What is a Pension and why are they so important

A Pension is the money that you will live on when you stop working. In effect, it will replace the salary or wages that you earned before retirement.

It’s a special type of savings plan, with important tax breaks, that allows you to build up money in order to provide yourself with an income in retirement. It is a long-term arrangement, that doesn’t allow access to the funds until you reach retirement age. The retirement age that applies depends on the type of plan you have.

When you stop working, your salary/earning capacity will come to an end but as you well know the ongoing costs of living will not! It’s fair to say that each individual will still need a substantial regular income to maintain a decent standard of living. So, the question to be asked is ‘where will this income from’? Unless you have other assets like property, rental income, large amount of savings etc. your pension will almost certainly be your main source of income after you have retired.

State provision

Currently, the full State Pension (Contributory) provides each individual with a Pension of €238.30 per week or circa €12,400 per annum (provided you have paid the relevant PRSI contributions over your lifetime). This provides each qualifying Irish citizen with some degree of comfort in knowing they will have enough guaranteed income to survive each month.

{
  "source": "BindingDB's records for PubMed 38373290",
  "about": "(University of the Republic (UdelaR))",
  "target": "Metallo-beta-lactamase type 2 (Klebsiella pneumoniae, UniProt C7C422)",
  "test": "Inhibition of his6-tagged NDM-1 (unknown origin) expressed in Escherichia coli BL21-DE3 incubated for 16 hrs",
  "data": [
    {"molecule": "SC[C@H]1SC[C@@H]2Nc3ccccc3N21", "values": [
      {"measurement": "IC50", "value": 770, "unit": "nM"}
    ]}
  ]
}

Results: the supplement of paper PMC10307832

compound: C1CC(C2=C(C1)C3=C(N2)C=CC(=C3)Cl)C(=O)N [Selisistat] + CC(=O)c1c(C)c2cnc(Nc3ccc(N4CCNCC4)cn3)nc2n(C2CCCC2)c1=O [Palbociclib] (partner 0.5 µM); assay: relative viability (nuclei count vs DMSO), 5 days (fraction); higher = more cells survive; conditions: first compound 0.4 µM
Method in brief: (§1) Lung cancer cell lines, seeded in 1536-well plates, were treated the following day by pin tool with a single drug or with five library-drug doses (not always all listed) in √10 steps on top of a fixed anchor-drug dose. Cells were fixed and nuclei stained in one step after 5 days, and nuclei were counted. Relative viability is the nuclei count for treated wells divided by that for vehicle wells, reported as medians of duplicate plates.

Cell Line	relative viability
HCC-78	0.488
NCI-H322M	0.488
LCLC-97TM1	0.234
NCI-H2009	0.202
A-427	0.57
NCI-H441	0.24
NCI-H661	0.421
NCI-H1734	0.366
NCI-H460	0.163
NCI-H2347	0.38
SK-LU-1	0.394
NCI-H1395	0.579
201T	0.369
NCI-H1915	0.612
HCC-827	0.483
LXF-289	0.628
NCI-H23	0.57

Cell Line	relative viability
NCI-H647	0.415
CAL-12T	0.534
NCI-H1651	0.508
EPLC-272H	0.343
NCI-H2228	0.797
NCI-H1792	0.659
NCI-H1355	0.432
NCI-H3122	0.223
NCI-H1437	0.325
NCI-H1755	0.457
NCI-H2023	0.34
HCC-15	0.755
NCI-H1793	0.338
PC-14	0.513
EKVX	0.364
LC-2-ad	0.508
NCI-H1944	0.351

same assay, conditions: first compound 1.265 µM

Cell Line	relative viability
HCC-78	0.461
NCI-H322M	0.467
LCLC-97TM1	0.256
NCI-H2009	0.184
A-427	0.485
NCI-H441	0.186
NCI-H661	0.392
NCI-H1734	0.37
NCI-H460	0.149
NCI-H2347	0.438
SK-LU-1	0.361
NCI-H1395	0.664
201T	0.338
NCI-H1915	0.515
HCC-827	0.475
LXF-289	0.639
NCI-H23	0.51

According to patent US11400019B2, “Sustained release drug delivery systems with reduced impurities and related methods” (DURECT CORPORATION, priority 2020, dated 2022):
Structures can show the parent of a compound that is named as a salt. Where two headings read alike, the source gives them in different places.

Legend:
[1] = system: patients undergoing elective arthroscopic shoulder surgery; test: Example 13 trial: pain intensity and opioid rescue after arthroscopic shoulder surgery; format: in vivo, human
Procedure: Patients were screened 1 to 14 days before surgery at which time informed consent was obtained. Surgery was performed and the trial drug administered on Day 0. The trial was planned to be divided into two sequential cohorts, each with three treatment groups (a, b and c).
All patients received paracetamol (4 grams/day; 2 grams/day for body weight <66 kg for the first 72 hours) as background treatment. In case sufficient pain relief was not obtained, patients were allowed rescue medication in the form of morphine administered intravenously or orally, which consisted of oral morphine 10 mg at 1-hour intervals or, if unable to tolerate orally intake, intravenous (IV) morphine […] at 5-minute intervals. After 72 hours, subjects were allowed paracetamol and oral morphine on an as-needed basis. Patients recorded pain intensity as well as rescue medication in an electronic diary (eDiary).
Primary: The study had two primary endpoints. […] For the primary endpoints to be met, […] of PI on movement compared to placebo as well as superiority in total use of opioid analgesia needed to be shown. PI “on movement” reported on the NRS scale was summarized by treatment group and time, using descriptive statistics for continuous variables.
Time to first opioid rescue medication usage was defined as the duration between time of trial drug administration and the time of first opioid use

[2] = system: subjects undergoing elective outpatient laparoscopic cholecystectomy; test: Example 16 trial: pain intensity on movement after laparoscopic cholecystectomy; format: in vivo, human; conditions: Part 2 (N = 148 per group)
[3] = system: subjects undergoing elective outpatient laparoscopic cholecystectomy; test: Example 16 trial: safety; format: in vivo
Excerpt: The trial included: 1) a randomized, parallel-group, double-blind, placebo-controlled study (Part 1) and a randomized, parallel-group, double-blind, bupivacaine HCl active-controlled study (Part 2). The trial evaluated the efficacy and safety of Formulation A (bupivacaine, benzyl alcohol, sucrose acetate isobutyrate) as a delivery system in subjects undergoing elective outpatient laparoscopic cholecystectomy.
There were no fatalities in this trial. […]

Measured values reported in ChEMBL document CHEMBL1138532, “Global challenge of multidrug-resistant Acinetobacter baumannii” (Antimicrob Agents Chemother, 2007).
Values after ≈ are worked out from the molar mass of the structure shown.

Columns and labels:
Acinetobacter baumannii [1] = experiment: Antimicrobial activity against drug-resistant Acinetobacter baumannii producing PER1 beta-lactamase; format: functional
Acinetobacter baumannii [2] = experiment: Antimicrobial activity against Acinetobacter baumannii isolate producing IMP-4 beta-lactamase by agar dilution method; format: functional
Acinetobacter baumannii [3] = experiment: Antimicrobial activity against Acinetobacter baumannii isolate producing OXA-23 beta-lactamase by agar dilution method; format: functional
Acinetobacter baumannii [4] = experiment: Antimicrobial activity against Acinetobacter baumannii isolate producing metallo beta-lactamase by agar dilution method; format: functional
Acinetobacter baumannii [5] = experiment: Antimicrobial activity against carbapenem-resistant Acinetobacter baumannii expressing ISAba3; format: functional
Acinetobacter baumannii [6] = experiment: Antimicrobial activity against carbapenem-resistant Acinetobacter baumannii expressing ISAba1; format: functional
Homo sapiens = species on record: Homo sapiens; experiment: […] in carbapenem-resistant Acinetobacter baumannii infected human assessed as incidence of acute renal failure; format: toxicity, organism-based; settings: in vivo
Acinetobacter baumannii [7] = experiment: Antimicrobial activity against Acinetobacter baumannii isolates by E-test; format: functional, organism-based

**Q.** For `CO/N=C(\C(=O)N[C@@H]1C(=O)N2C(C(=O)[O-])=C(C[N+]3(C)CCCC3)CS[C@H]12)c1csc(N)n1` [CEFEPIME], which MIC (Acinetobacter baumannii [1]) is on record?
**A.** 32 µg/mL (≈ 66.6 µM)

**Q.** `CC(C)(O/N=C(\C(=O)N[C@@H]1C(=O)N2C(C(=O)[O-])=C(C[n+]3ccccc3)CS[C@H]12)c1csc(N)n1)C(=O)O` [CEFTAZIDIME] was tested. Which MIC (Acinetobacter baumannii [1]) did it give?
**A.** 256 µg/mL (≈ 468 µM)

It should be noted the current Irish Pensions model is completely unsustainable in its current form. The Social Insurance Fund has a current deficit of approximately €2 billion per year & a cumulative deficit of approximately €10 billion in more recent years. This is set to double by 2020 and continue escalating if the current ‘Pensions Timebomb’ is not addressed.

In 2011, there was on average 5.25 people working between the age of 20 & 64 to support every pensioner. By 2046, the CSO predict this will fall to just over 2 workers per pensioner. It’s plain to see what lies ahead for the future of the State Pension and it’s bleak- unless a radical over-hall of the system is rapidly introduced. These few statistics alone should send a clear signal to those individuals who deal in reality & want to listen- that provision should be a top priority regardless.

Who pays for the plan